People v. De Guzman

Criminal No. 106-72 | D. Guam | Oct 23, 1973

BROWN, Designated Judge


Under a twelve count Information, the defendant was charged with the late payment of wages to each of twelve employees, each count alleging that the defendant was in violation of Section 46030 of the Government Code of Guam. The case was tried to a jury which returned its verdict in the following form:

“We, the Jury, find the defendant Guilty.”

In considering the form of the verdict returned by the jury, we find that it was fatally defective. It must be remembered that each count of an Information constitutes a separate accusation, and the defendant is entitled ,to the jury’s careful consideration of each offense charged. In the case before us, each count alleged a late payment of wages to each of twelve separate employees. From this fact alone, *220it might appear at first glance that the verdict was a proper one. However, the record reveals that different situations obtained as to the various employees and it is entirely conceivable that, had the jury considered each of the charged offenses separately, it could have found defendant not guilty as to one or more of those counts; and perhaps it meant to do so. If reasonable minds would not question the meaning of a verdict as returned, then its form will not affect .the result of a case. Such is not the case here, however, for reasonable minds could well differ as to precisely what was meant by the trial jury in its verdict. Did it mean that the defendant was guilty of each and every count? Did it mean that .the defendant was guilty of some, but no.t all, of the counts? Did it mean that the jury had found defendant guilty as to one or more of the counts and had made no determination as to the remainder? If the information contains more than one Count, the verdict must clearly indicate to which count it refers. People v. Powers, 272 Mich. 303" court="Mich." date_filed="1935-06-19" href="" opinion_id="3498989">272 Mich. 303, 261 N.W. 543 (1935); State v. Highley, 102 S.W.2d 563 (Mo. 1937). Accordingly, we find that the form of the verdict was fatally defective so as to require us to reverse the judgment entered upon it. For guidance, we believe that in cases that may arise in the future and which contain multiple counts, it would be well to follow the suggestion set forth in People v. Cassella, 58 Cal.App. 547, 209 P. 40 (1922), that the jury be furnished with a form of verdict substantially as follows:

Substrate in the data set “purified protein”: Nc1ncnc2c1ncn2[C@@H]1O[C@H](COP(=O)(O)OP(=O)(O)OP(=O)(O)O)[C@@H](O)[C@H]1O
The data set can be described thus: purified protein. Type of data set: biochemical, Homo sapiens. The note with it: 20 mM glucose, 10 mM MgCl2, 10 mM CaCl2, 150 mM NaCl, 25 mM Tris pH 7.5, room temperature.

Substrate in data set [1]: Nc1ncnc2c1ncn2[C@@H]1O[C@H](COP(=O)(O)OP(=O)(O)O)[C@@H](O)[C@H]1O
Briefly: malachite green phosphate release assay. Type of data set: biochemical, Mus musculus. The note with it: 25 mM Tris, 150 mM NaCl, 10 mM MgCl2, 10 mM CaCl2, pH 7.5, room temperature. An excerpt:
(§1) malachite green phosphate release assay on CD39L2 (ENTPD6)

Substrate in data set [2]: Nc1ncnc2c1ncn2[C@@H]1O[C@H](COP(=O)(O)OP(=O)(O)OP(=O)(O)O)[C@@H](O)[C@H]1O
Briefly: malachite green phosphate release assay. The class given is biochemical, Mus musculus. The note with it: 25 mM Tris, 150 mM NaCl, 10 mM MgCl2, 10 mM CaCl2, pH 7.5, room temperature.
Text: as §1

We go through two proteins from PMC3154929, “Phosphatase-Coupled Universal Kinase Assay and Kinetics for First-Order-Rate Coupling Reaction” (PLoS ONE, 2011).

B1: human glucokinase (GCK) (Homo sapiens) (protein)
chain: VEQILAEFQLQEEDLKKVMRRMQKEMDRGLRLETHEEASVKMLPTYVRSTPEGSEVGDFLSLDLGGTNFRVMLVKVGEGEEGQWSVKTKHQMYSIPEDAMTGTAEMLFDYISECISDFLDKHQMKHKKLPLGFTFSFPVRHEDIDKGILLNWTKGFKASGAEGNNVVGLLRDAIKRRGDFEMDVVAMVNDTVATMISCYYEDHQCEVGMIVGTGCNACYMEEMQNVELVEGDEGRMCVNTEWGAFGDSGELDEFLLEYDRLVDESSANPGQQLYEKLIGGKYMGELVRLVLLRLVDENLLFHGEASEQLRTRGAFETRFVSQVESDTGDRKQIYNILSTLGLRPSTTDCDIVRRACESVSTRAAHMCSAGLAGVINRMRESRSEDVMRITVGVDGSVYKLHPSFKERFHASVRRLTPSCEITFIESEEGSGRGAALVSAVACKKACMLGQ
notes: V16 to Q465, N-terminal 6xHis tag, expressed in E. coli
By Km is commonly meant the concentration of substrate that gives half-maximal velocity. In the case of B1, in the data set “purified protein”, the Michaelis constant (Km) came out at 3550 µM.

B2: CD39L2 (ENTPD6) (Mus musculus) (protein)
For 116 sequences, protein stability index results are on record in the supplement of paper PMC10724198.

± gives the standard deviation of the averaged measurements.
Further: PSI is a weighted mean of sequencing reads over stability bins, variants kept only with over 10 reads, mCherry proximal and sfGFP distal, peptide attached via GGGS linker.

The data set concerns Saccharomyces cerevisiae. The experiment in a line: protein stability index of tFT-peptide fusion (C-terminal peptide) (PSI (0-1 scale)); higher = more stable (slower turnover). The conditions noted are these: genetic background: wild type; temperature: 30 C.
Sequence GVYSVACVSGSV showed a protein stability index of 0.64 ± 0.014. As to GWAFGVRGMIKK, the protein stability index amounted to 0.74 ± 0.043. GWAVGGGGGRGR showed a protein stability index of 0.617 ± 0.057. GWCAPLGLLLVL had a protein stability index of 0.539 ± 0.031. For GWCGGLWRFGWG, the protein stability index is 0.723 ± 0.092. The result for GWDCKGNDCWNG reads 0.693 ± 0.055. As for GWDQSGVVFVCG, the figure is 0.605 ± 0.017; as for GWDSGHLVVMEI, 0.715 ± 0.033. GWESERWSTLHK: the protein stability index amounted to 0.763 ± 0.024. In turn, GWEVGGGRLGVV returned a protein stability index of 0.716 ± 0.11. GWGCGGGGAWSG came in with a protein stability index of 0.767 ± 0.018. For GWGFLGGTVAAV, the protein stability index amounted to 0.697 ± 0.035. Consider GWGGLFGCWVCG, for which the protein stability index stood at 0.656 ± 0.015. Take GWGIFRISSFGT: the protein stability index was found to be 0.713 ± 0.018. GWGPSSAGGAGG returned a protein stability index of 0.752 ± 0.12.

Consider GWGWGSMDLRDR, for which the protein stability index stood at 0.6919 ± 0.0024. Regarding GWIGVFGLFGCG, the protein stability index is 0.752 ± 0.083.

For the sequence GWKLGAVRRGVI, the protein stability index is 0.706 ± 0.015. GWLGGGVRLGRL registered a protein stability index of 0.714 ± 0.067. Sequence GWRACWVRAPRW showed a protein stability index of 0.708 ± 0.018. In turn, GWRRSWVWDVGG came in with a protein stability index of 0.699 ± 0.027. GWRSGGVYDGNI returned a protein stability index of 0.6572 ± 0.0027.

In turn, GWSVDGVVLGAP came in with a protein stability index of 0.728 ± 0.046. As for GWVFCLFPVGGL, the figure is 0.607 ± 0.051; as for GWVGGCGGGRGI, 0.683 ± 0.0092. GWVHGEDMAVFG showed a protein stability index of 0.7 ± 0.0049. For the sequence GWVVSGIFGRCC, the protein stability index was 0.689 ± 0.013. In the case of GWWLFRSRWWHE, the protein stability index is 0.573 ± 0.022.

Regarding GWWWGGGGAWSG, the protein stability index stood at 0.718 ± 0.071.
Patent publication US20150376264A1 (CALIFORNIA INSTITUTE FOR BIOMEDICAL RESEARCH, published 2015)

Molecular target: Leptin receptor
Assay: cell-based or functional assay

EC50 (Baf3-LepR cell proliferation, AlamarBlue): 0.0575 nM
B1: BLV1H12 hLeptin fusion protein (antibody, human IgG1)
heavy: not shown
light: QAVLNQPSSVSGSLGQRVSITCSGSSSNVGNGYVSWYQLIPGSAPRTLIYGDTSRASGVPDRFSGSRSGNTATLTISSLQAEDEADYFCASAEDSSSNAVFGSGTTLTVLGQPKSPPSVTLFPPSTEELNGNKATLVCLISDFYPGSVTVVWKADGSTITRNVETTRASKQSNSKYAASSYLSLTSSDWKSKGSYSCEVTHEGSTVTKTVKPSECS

“We, the Jury, find the charged in the first Count of the Information; we find him............................ as charged in the second Count...................................................., etc.”

The utilization of such a form of verdict should go far to eliminate the type of confusion with which the trial court was faced in this case.

We have considered the other purported grounds for appeal, and we find the same to be without merit.

*221For the reasons set forth herein, the judgment of the trial court in this case is reversed.